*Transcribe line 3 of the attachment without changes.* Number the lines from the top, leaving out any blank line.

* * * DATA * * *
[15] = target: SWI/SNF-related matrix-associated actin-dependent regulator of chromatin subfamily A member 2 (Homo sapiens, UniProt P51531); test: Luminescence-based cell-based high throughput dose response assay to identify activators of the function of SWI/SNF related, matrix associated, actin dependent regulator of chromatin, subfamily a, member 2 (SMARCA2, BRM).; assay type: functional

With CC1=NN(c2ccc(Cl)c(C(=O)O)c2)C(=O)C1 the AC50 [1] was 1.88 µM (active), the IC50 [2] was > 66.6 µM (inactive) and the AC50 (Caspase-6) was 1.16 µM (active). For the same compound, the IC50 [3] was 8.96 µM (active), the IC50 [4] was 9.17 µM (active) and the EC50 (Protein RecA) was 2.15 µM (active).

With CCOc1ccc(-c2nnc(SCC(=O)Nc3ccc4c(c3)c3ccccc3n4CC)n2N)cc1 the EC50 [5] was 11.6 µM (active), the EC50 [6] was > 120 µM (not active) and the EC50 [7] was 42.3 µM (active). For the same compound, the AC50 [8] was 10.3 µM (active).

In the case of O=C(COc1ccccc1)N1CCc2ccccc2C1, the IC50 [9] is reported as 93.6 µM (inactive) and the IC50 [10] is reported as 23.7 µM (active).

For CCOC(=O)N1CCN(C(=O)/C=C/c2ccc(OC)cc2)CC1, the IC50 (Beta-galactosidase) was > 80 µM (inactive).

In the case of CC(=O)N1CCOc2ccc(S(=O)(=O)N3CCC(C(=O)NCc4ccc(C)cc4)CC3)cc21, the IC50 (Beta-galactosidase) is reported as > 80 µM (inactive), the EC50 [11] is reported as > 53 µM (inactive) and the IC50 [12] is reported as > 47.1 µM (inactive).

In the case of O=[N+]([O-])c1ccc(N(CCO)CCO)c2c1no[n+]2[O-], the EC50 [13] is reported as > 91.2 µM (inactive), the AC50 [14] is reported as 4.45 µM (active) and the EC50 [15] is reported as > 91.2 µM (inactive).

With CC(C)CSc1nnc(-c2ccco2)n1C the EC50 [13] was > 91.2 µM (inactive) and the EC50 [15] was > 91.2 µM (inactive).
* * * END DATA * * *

With CCOc1ccc(-c2nnc(SCC(=O)Nc3ccc4c(c3)c3ccccc3n4CC)n2N)cc1 the EC50 [5] was 11.6 µM (active), the EC50 [6] was > 120 µM (not active) and the EC50 [7] was 42.3 µM (active). For the same compound, the AC50 [8] was 10.3 µM (active).